Sometimes I think my submissions have no chance, but I send them anyway.
Of course I read the guidelines to see what the editors are looking for, and I polish my prose through multiple revisions, and I follow standard manuscript format to the letter (unless the editors prefer their own quirky format, which I follow to the letter), and I type up a brief, respectful cover letter addressing the editor by name, sharing no more than three publication credits.
But when I'm subbing to a top-tier, SFWA-qualifying, pro-paying venue, I can't help but wonder if my work isn't good enough. Maybe that's the wrong qualifier. If it wasn't good enough, I wouldn't send it out into the world at all. It would remain shrouded in virtual dust on my hard drive.
How about this: I wonder if I'm at that level yet. I don't write hard science fiction. I'm not an astrophysicist. Or a chemist. Or any other kind of -ist. I teach English to 7th and 8th graders, and I write whenever I can. Often, my work takes the form of pulpy adventure stories. Somewhere in my mind, a little voice tells me that's not what these upper echelon editors want to see.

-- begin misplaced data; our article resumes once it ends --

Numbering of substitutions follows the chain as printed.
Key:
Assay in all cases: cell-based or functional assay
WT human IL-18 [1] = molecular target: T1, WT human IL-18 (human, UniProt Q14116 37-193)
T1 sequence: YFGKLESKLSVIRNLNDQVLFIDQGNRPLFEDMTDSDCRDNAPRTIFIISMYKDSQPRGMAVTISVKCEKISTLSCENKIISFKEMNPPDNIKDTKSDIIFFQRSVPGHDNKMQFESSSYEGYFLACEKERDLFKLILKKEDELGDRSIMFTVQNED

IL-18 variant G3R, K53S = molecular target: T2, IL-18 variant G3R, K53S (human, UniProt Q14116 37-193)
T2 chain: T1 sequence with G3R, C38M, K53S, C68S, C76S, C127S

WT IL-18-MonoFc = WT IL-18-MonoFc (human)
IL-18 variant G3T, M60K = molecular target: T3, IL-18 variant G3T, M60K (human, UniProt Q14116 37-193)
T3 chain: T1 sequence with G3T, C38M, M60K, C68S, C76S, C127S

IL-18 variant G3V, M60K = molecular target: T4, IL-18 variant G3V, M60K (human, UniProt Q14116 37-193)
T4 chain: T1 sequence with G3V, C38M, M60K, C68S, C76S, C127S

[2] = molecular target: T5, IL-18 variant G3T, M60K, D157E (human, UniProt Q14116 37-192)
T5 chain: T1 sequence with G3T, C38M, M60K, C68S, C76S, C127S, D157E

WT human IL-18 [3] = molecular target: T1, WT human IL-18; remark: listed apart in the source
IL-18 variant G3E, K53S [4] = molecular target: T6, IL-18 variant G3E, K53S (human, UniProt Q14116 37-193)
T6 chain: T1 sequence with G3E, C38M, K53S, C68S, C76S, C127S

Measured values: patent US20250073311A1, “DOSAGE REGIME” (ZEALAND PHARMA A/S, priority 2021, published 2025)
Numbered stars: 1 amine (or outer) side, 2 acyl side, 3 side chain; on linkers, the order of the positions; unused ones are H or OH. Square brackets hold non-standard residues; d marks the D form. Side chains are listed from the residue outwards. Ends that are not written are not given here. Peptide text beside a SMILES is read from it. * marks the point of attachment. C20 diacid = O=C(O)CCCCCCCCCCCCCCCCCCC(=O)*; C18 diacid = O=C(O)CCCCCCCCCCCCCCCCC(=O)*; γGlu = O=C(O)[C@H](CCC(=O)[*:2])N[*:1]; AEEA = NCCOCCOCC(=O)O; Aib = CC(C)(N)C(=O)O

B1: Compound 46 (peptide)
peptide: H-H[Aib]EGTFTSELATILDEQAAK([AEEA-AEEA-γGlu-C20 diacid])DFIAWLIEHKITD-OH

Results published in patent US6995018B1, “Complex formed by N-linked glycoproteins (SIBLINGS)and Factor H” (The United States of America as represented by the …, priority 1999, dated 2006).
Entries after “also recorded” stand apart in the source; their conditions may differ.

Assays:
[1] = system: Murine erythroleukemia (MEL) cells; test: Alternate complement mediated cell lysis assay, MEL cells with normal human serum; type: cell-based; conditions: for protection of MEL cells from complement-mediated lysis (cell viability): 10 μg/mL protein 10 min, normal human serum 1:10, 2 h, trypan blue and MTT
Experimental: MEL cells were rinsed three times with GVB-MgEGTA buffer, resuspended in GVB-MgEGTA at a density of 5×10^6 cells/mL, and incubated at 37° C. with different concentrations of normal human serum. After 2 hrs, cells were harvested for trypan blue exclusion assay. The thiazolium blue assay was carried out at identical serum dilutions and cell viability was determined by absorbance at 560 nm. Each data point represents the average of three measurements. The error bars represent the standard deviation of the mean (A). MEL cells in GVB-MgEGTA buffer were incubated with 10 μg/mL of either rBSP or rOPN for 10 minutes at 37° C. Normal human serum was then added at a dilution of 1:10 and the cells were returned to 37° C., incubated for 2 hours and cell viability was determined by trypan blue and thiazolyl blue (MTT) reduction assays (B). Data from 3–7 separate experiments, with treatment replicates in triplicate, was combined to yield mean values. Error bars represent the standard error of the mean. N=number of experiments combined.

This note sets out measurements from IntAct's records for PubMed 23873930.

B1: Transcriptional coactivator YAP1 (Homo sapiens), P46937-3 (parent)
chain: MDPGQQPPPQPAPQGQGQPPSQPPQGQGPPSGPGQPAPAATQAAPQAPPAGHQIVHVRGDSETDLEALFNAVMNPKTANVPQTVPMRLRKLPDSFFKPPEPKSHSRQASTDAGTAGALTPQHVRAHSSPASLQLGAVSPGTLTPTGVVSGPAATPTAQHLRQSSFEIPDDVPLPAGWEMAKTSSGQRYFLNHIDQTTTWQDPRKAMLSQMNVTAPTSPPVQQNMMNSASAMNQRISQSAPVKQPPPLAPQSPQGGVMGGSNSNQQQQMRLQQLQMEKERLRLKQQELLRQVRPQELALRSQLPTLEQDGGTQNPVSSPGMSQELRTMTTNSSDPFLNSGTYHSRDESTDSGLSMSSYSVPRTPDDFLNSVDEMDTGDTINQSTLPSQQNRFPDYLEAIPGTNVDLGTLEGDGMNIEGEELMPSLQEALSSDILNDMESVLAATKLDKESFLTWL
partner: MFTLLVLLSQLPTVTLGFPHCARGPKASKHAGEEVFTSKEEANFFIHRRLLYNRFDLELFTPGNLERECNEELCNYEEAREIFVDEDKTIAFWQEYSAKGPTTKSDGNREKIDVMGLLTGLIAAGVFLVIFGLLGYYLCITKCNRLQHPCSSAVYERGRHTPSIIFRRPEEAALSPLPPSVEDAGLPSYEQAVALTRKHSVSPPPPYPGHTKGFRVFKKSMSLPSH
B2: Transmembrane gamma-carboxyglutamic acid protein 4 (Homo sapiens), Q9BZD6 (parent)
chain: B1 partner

But that voice has been wrong before (I'm still surprised "Roadkill Joe" appeared in AE Science Fiction and "Minutemen" was published by Cosmos). So maybe I don't need a degree in botany or a deep understanding of electromagnetic radiation to break into these venues. If having a story accepted is truly all about getting your work in front of the right editor at the right time, then I'll just keep doing what I'm doing. And I'll try to ignore that voice in my head as much as possible.
My story "One Meal a Day" is included in the latest issue of Nature, and you can read it here. Or, if you'd prefer a fancy PDF copy, here you go.
As always, thanks for reading.